A group of Israelis who live in the Bay Area gathered at Crissy Field in San Francisco on Feb. 5 to denounce Israel's new far-right government. (Photo/Lillian Ilsley-Greene)
A group of Israelis who live in the Bay Area gathered at Crissy Field in San Francisco on Feb. 5 to denounce Israel's new far-right government. (Photo/Lillian Ilsley-Greene)

At S.F. rally, Israeli expats raise voices against new far-right government back home

Corrected Feb. 9: The size of the crowd has updated.

With the Golden Gate Bridge as a backdrop, more than 100 Israeli expats and other Bay Area Jews gathered on Feb 5. to protest an overhaul of the Israeli judicial system proposed by Prime Minister Benjamin Netanyahu’s new government.

Cries in Hebrew of “Democracy!” (“Demokratiyah!”) filled the air as Offir Gutelzon, a Palo Alto tech executive and founder of UnXeptable, a grassroots movement to support Israeli democracy, spoke to the crowd.

“Now is the time we all need to do everything we can to save Israel from being destroyed,” Gutelzon said.

The protest was part of a chain of demonstrations in nine North American cities supporting Israelis in their fifth consecutive week rallying against the government’s plans to reform the High Court. The changes proposed by Netanyahu and allies would greatly increase government control over the courts, allowing a majority of Knesset members to override any court rulings.

Gutelzon said the goal of Sunday’s gathering in San Francisco was to show solidarity with the protesters in Israel and raise American awareness. Many of the demonstrations have been organized by UnXeptable, which Gutzelzon and others formed in 2020 after Netanyahu was re-elected.

RELATED: ‘No Freedom, No Hi-Tech’: This right-wing Knesset puts Israel’s tech sector in peril

On Sunday, supporters gathered next to the pier at Crissy Field, waving Israeli flags and carrying homemade signs. “Uncorrupted leaders matter,” one read. “Democracy in Israel,” stated another. Young children weaved in and out of the crowd as speakers took to the mic to voice their concerns about the future of the Jewish state.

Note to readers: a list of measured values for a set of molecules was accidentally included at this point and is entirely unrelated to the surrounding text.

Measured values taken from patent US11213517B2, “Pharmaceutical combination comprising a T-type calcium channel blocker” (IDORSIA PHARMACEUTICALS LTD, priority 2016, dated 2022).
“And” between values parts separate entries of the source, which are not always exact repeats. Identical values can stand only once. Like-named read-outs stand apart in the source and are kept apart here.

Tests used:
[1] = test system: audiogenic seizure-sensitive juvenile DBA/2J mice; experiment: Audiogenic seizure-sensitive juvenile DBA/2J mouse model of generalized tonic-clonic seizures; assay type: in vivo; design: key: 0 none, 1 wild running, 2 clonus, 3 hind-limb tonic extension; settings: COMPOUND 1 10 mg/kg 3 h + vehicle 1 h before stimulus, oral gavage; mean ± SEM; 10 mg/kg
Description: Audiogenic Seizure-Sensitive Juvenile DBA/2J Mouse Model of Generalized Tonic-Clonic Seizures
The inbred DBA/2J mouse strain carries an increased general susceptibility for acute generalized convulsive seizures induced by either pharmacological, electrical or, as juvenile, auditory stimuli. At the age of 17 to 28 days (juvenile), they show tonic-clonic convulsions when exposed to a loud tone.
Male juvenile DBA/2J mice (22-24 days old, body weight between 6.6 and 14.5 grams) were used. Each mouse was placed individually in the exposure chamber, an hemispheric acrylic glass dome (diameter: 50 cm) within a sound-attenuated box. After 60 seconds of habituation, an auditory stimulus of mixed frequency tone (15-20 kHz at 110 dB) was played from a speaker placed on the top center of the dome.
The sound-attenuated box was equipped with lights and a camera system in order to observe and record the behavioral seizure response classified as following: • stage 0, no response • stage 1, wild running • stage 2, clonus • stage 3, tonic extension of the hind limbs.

“The government wants to virtually eliminate judicial review of Knesset legislation,” said Dan Simon, professor of law and psychology at USC Gould School of Law. “You know who’s going to be on the wrong end of that? It’s going to be women, minorities, Arabs, members of the LGBTQ community, asylum seekers.”

At his turn to speak, Guy Horowitz, a venture capitalist in Menlo Park, addressed concerns that the proposed judicial reforms would negatively impact foreign investment in Israel, particularly in the tech field. Companies have already begun to pull funding from the country for fear changes in the Israeli government will jeopardize their investments, Horowitz said.

“We’re here to show everyone who’s looking, investors from all over the world who want to participate in this miracle, that we’re not going to let Israel deteriorate into volatility,” Horowitz said.

Shimrit Braun Kamin, associate director of the New Israel Fund, an NGO supporting social justice and equality in Israel, came to the event fresh off a visit to Israel where she attended a protest in Tel Aviv. She was moved by how people from different backgrounds participated, she said.

“We need to make sure we continue to fight and support the protesting in Israel, so they know that they’re not alone,” Kamin told the crowd.

Between speeches, the group took time to sing songs in Hebrew, chat with friends and eat snacks that included dried fruit and babka made by Gutelzon. They sang “Kol Ha’olam Kulo,”  a song whose lyrics were inspired by Rebbe Nachman of Breslov: “The whole world is a very narrow bridge, and the most important thing is not to be afraid.”

Protesters came from across the Bay Area. Palo Alto resident Tzippi Zach did the 45-minute drive for the event (that’s nothing compared to the 14-hour flight to Israel, she said). Zach has lived in the Bay Area for 27 years but goes back to Israel every six months.

She held a sign that read: “All of Israel Is Responsible for One Another,” a translation of the Talmudic maxim “Kol Yisrael arevim zeh bazeh.”

“Our heart is broken from what’s going on in Israel,” Zach said. “I felt like we need to raise our voices, both in protest of what’s going on and even more than that, in support of our friends who are fighting for democracy.”

The next UnXeptable rally in the Bay Area will be in Sunnyvale on Feb. 11.

Lillian Ilsley-Greene
Lillian Ilsley-Greene

Lillian Ilsley-Greene was a staff writer at J. from 2022-2023.